Album Review: Stone Jets – What I Say

Stone Jets’ latest EP What I Say is a vibrant montage of afro-pop bliss. Straddling genres like soul, blues, and rock, the Cape Town-based band churns-out a blend of feel-good, foot-tapping afro-pop-rock that is up-beat and contagiously catchy.

With self-discovery at its core, the EP expresses what the band has to say for itself. What I Say can be seen as their “CV into the industry”, or rather, “what we sound like live.” As bassist and vocalist, Given Nkanyane, and lead guitarist, Manfred Klose, put it, What I Say “highlights the joys and woes of being a young twenty-something who has a purpose in life”.

From the opening track, you’re immediately immersed in a maelstrom of cosmopolitan rock as colourful as Cape Town’s City Bowl.

Feeling Good, has a gorgeous ringing guitar tone and soulful vocals that embody its introspective, and somewhat moving, narrative about what could have been: “My home is with the blues, and I ain’t leaving home; I knew you wouldn’t take me back.”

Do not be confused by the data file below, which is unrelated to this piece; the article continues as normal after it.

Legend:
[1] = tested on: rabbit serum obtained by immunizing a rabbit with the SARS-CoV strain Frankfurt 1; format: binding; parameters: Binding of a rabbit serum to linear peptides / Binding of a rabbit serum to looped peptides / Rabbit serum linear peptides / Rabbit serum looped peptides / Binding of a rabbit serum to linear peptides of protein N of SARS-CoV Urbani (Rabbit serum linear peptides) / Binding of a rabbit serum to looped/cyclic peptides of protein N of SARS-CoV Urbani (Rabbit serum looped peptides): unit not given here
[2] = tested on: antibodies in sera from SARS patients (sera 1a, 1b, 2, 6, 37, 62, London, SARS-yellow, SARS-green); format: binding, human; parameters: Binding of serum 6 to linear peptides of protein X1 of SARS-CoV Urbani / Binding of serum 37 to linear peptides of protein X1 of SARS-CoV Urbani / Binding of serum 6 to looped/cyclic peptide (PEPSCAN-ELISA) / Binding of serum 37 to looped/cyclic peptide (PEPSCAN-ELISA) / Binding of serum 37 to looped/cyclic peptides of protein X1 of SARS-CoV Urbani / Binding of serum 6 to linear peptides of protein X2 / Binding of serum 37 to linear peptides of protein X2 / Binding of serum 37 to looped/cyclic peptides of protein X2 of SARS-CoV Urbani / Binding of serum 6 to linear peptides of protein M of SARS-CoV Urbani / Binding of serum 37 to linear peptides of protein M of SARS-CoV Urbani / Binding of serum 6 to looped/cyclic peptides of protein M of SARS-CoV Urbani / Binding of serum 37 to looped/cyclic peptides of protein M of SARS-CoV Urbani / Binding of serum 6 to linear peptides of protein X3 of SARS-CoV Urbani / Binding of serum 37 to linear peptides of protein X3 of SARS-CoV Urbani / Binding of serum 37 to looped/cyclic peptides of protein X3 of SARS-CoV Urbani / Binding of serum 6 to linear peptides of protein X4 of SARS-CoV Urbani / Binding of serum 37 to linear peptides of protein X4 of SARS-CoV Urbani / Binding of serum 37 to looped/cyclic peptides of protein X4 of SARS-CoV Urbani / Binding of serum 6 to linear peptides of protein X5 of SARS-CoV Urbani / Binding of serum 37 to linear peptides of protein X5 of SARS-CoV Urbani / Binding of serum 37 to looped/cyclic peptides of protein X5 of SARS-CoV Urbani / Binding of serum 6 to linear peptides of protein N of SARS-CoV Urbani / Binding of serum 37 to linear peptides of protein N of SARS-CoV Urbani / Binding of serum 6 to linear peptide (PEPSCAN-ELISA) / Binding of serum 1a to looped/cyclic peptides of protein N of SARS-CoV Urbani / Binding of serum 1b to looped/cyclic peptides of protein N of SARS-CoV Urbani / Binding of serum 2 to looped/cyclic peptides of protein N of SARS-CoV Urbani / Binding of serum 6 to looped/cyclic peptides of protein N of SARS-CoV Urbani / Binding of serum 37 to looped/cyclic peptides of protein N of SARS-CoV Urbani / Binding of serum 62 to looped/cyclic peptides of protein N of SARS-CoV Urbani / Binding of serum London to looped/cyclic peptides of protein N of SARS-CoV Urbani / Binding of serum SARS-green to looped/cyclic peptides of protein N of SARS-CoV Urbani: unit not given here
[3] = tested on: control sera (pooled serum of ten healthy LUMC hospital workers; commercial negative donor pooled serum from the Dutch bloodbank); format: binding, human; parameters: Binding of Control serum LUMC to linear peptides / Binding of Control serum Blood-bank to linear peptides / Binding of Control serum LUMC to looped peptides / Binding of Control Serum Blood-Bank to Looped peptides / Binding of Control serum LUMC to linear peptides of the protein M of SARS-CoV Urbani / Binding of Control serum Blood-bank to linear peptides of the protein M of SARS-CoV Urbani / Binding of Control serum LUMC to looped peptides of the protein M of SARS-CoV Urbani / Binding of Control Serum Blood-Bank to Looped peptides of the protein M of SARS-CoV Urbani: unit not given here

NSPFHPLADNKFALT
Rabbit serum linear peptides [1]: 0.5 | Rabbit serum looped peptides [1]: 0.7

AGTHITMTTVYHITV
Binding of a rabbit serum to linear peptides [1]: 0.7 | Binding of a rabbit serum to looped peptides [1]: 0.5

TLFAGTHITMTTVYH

This sets the scene for the stand-out track, Hurricane, which launches the EP in earnest. The silky guitar intro coaxes you in, and its only seconds until Nkanyane’s vocals sweep you off your feet.

Imagine, Something Good, and title-track, What I Say, are more of the same lively infused pop-rock. Klose’s kaleidoscopic guitar licks are bright and jangly, while Nkanyane’s vocals are amplified by an effervescent aura and distinctively soulful voice, which draws parallels between singer-songwriter Ben Harper and Adam Levine of Maroon 5 fame.

The cluster of mellowed-down ballads, Take A Look At Me and Telegraph, reveal an intimate and sophisticated side to the band, which showcases their dynamic song-writing prowess.

What I Say successfully exhibits the Jets’ simplistic and charming portfolio of afro-pop, but a full-length album may be the answer to carving out an even more clear-cut sound. One thing’s for sure, we’ll be keeping a watchful eye on Stone Jets.

Listen/buy What I Say here.

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